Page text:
Sourcing a file in Unix/Linux evaluates the file as a list of commands and executes them in the current context. Most people might have used this technique when updating the configurations for their terminals.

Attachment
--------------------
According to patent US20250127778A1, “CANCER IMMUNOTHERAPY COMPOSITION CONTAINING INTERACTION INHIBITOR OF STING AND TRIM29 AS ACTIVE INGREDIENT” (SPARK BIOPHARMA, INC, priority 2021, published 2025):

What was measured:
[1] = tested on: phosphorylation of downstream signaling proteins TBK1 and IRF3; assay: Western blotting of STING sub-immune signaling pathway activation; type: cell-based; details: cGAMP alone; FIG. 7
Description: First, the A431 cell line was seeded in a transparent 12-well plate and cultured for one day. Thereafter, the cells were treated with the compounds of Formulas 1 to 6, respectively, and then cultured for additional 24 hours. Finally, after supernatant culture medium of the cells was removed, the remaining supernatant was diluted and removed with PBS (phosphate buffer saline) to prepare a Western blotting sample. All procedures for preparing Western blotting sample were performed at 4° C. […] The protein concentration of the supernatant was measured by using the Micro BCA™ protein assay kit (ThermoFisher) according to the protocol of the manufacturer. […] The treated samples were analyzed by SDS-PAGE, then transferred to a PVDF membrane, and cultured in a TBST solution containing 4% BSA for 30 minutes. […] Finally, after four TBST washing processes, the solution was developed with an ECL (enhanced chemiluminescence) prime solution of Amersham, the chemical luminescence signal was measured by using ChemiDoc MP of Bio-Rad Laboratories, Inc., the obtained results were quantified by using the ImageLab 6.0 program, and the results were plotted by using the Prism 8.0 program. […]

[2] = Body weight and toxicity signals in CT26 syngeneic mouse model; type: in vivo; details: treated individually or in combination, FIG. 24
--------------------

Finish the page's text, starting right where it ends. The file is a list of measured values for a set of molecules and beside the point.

As mentioned above, sourcing a file is to execute a file in the current context, making the changes applicable in the current shell itself. Usually, when we execute a script, a new sub-shell is created and the script is executed there. In this sense, any changes made by the script will remain in the child process. It’s possible to pass these changes further to the additional grandchildren spawned by the child process, but nothing can be copied back to the parent process.
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